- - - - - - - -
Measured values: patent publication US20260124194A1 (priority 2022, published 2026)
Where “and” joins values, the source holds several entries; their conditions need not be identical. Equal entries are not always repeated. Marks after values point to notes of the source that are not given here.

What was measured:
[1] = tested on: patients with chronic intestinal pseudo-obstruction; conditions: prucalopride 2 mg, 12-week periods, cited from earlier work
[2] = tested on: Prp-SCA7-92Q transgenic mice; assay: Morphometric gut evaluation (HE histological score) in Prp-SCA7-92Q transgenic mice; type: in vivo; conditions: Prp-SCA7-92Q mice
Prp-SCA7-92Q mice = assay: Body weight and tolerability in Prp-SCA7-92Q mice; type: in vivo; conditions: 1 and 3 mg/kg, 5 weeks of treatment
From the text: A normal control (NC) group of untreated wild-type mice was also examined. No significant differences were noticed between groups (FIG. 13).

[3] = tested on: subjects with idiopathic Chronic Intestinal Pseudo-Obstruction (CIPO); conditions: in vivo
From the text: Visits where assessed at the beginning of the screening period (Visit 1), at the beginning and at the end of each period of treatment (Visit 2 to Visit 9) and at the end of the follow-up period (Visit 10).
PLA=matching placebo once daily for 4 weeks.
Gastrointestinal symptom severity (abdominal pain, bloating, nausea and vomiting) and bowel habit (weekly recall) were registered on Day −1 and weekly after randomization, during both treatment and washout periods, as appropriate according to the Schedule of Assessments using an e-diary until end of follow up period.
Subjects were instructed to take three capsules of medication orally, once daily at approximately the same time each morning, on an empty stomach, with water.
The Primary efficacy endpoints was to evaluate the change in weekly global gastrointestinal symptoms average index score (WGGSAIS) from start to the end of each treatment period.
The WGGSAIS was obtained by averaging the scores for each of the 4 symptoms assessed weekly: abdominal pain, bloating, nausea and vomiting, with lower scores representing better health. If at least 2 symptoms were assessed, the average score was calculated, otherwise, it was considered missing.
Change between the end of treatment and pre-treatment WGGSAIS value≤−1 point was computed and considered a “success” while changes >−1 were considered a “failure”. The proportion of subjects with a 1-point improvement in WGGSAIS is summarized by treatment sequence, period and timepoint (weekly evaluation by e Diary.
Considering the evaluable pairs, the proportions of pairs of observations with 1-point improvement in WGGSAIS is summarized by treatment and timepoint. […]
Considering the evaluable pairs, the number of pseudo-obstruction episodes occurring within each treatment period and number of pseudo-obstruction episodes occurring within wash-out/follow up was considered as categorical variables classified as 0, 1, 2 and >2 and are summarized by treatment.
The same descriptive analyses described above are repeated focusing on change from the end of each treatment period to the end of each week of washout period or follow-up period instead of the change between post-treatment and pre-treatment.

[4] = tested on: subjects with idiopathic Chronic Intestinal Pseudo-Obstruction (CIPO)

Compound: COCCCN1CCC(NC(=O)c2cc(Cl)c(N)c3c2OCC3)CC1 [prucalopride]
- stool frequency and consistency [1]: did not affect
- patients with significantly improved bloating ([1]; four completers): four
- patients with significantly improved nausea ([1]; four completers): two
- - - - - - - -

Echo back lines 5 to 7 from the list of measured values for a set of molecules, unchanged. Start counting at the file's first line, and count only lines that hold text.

[2] = tested on: Prp-SCA7-92Q transgenic mice; assay: Morphometric gut evaluation (HE histological score) in Prp-SCA7-92Q transgenic mice; type: in vivo; conditions: Prp-SCA7-92Q mice
Prp-SCA7-92Q mice = assay: Body weight and tolerability in Prp-SCA7-92Q mice; type: in vivo; conditions: 1 and 3 mg/kg, 5 weeks of treatment
From the text: A normal control (NC) group of untreated wild-type mice was also examined. No significant differences were noticed between groups (FIG. 13).